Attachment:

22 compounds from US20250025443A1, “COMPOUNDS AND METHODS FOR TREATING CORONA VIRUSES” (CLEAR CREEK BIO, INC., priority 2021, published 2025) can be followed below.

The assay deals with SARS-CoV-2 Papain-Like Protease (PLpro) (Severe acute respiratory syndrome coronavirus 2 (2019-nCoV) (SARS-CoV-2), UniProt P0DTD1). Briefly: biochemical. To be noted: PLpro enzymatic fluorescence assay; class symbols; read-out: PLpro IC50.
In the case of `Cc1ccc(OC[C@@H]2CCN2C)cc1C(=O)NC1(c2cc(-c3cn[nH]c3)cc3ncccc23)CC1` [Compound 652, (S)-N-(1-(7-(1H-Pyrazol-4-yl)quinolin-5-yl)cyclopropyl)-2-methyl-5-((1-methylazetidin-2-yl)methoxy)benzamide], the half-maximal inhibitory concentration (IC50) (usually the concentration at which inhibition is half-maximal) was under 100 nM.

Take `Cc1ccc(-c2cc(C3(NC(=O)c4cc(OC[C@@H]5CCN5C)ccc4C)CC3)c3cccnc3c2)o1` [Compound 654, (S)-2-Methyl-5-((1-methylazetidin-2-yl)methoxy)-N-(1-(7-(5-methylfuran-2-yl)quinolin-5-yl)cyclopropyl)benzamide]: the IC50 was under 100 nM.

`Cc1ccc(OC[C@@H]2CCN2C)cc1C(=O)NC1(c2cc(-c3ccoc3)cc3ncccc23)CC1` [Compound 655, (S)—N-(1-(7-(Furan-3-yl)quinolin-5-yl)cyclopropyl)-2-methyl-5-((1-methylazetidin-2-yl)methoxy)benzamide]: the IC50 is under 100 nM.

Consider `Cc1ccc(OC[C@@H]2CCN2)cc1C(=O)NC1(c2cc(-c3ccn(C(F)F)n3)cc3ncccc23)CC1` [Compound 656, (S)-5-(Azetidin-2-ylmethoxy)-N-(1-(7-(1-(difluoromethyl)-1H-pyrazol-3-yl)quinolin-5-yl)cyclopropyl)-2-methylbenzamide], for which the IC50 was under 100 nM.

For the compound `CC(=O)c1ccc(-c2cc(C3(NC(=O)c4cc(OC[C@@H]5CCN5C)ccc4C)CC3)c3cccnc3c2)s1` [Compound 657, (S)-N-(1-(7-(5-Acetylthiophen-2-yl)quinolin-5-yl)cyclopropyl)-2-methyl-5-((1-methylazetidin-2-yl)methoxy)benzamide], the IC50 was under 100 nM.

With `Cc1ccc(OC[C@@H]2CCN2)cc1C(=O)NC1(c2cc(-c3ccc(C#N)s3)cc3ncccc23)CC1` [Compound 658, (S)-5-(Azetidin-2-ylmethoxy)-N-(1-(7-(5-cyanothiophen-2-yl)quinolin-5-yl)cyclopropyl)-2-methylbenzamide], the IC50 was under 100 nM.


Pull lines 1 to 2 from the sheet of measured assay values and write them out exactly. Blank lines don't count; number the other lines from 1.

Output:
22 compounds from US20250025443A1, “COMPOUNDS AND METHODS FOR TREATING CORONA VIRUSES” (CLEAR CREEK BIO, INC., priority 2021, published 2025) can be followed below.

The assay deals with SARS-CoV-2 Papain-Like Protease (PLpro) (Severe acute respiratory syndrome coronavirus 2 (2019-nCoV) (SARS-CoV-2), UniProt P0DTD1). Briefly: biochemical. To be noted: PLpro enzymatic fluorescence assay; class symbols; read-out: PLpro IC50.